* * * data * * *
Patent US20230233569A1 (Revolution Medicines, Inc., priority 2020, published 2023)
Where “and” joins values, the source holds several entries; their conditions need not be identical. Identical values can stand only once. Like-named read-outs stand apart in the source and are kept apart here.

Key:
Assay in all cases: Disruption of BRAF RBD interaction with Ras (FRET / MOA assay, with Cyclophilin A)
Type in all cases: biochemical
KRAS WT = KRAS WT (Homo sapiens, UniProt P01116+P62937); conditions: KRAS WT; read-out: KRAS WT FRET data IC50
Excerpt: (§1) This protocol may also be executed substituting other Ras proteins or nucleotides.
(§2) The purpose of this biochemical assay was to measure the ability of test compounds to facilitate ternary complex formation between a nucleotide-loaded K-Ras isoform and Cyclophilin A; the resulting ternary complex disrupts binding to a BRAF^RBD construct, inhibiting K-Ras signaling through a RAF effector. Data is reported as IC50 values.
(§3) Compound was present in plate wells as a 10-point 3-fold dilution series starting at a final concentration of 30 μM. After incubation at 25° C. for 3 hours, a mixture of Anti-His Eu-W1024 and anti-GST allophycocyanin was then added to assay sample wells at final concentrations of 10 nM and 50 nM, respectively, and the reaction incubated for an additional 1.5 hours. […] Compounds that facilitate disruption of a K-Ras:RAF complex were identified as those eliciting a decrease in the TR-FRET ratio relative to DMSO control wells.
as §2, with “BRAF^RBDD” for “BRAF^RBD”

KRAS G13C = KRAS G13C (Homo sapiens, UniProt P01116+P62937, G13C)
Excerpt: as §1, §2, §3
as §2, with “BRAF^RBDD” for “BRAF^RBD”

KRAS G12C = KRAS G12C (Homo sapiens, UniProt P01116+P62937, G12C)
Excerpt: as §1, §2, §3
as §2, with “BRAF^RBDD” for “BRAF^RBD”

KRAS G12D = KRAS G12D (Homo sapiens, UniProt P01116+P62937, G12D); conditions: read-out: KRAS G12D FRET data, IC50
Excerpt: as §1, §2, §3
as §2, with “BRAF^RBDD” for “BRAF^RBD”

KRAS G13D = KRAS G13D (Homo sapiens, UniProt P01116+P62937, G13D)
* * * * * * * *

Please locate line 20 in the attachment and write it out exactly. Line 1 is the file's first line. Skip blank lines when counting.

KRAS G13D = KRAS G13D (Homo sapiens, UniProt P01116+P62937, G13D)